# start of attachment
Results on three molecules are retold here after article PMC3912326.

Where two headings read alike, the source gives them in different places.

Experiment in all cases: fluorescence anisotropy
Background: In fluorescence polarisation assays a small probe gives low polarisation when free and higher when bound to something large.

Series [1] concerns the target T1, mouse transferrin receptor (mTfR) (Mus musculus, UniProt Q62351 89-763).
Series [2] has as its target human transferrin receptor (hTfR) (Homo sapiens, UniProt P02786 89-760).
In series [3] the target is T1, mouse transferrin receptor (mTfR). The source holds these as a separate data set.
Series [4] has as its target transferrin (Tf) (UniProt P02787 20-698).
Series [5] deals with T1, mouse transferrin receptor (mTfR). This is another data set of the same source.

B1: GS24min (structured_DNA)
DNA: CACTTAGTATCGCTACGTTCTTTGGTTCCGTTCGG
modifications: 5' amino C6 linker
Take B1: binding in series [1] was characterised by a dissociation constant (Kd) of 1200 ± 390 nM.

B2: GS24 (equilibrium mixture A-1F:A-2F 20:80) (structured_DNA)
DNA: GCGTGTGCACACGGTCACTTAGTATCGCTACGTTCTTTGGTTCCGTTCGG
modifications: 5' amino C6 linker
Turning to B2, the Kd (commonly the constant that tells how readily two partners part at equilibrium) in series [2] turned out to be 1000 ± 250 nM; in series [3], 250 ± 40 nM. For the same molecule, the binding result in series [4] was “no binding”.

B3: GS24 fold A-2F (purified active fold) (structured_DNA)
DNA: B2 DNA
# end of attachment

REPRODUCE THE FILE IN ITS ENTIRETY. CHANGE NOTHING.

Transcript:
Results on three molecules are retold here after article PMC3912326.

Where two headings read alike, the source gives them in different places.

Experiment in all cases: fluorescence anisotropy
Background: In fluorescence polarisation assays a small probe gives low polarisation when free and higher when bound to something large.

Series [1] concerns the target T1, mouse transferrin receptor (mTfR) (Mus musculus, UniProt Q62351 89-763).
Series [2] has as its target human transferrin receptor (hTfR) (Homo sapiens, UniProt P02786 89-760).
In series [3] the target is T1, mouse transferrin receptor (mTfR). The source holds these as a separate data set.
Series [4] has as its target transferrin (Tf) (UniProt P02787 20-698).
Series [5] deals with T1, mouse transferrin receptor (mTfR). This is another data set of the same source.

B1: GS24min (structured_DNA)
DNA: CACTTAGTATCGCTACGTTCTTTGGTTCCGTTCGG
modifications: 5' amino C6 linker
Take B1: binding in series [1] was characterised by a dissociation constant (Kd) of 1200 ± 390 nM.

B2: GS24 (equilibrium mixture A-1F:A-2F 20:80) (structured_DNA)
DNA: GCGTGTGCACACGGTCACTTAGTATCGCTACGTTCTTTGGTTCCGTTCGG
modifications: 5' amino C6 linker
Turning to B2, the Kd (commonly the constant that tells how readily two partners part at equilibrium) in series [2] turned out to be 1000 ± 250 nM; in series [3], 250 ± 40 nM. For the same molecule, the binding result in series [4] was “no binding”.

B3: GS24 fold A-2F (purified active fold) (structured_DNA)
DNA: B2 DNA